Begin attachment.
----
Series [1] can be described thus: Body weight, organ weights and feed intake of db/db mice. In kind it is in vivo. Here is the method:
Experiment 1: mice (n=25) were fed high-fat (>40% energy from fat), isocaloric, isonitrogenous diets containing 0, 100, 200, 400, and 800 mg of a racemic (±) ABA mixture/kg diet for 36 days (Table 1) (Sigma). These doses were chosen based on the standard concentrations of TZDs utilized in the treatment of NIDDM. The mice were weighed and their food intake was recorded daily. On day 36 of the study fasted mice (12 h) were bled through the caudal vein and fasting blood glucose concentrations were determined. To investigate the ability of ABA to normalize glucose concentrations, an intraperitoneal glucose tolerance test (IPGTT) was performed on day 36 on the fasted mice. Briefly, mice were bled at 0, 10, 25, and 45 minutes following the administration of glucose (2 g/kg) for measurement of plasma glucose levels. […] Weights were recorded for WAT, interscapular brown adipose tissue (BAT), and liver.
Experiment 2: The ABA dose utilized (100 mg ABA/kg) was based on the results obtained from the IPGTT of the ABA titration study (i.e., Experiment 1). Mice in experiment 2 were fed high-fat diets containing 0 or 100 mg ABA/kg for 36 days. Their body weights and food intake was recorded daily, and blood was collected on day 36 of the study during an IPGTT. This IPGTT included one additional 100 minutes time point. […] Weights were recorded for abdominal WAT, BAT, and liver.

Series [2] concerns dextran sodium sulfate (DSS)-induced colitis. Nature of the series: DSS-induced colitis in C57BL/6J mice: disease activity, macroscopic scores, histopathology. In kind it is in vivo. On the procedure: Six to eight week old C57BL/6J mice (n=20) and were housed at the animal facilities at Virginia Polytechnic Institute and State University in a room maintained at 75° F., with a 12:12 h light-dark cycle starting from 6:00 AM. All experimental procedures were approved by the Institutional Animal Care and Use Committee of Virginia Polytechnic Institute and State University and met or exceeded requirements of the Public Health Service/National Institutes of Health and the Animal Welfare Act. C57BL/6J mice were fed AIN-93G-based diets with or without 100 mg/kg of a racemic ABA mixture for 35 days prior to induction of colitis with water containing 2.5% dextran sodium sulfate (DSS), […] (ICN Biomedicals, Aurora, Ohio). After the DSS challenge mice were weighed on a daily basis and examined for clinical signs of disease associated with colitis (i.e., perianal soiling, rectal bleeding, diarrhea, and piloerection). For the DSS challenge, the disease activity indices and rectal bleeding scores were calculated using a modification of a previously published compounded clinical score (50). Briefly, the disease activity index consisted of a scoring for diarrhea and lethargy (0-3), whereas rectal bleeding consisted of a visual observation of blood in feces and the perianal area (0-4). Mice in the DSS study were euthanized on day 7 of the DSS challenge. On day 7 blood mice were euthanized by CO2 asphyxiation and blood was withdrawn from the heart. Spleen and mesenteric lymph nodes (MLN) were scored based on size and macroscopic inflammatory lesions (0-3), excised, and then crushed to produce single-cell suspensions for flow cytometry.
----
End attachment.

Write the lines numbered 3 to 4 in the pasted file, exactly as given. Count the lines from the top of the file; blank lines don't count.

Experiment 2: The ABA dose utilized (100 mg ABA/kg) was based on the results obtained from the IPGTT of the ABA titration study (i.e., Experiment 1). Mice in experiment 2 were fed high-fat diets containing 0 or 100 mg ABA/kg for 36 days. Their body weights and food intake was recorded daily, and blood was collected on day 36 of the study during an IPGTT. This IPGTT included one additional 100 minutes time point. […] Weights were recorded for abdominal WAT, BAT, and liver.

Series [2] concerns dextran sodium sulfate (DSS)-induced colitis. Nature of the series: DSS-induced colitis in C57BL/6J mice: disease activity, macroscopic scores, histopathology. In kind it is in vivo. On the procedure: Six to eight week old C57BL/6J mice (n=20) and were housed at the animal facilities at Virginia Polytechnic Institute and State University in a room maintained at 75° F., with a 12:12 h light-dark cycle starting from 6:00 AM. All experimental procedures were approved by the Institutional Animal Care and Use Committee of Virginia Polytechnic Institute and State University and met or exceeded requirements of the Public Health Service/National Institutes of Health and the Animal Welfare Act. C57BL/6J mice were fed AIN-93G-based diets with or without 100 mg/kg of a racemic ABA mixture for 35 days prior to induction of colitis with water containing 2.5% dextran sodium sulfate (DSS), […] (ICN Biomedicals, Aurora, Ohio). After the DSS challenge mice were weighed on a daily basis and examined for clinical signs of disease associated with colitis (i.e., perianal soiling, rectal bleeding, diarrhea, and piloerection). For the DSS challenge, the disease activity indices and rectal bleeding scores were calculated using a modification of a previously published compounded clinical score (50). Briefly, the disease activity index consisted of a scoring for diarrhea and lethargy (0-3), whereas rectal bleeding consisted of a visual observation of blood in feces and the perianal area (0-4). Mice in the DSS study were euthanized on day 7 of the DSS challenge. On day 7 blood mice were euthanized by CO2 asphyxiation and blood was withdrawn from the heart. Spleen and mesenteric lymph nodes (MLN) were scored based on size and macroscopic inflammatory lesions (0-3), excised, and then crushed to produce single-cell suspensions for flow cytometry.